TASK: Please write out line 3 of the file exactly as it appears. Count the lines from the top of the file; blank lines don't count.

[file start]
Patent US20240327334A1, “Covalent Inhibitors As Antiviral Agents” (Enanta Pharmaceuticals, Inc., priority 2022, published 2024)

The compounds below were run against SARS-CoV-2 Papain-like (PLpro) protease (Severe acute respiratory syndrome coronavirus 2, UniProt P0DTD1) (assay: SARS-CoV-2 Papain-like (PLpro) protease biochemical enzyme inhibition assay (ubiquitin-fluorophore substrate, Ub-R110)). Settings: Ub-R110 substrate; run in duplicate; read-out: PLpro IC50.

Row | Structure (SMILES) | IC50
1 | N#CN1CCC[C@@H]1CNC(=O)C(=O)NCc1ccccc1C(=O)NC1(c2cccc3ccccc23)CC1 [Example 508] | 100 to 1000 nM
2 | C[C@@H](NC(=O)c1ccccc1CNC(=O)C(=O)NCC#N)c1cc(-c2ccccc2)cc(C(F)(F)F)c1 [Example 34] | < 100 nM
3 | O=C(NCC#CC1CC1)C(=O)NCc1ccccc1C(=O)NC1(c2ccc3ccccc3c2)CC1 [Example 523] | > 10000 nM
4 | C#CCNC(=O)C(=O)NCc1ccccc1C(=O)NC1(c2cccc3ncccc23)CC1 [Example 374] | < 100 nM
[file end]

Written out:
Row | Structure (SMILES) | IC50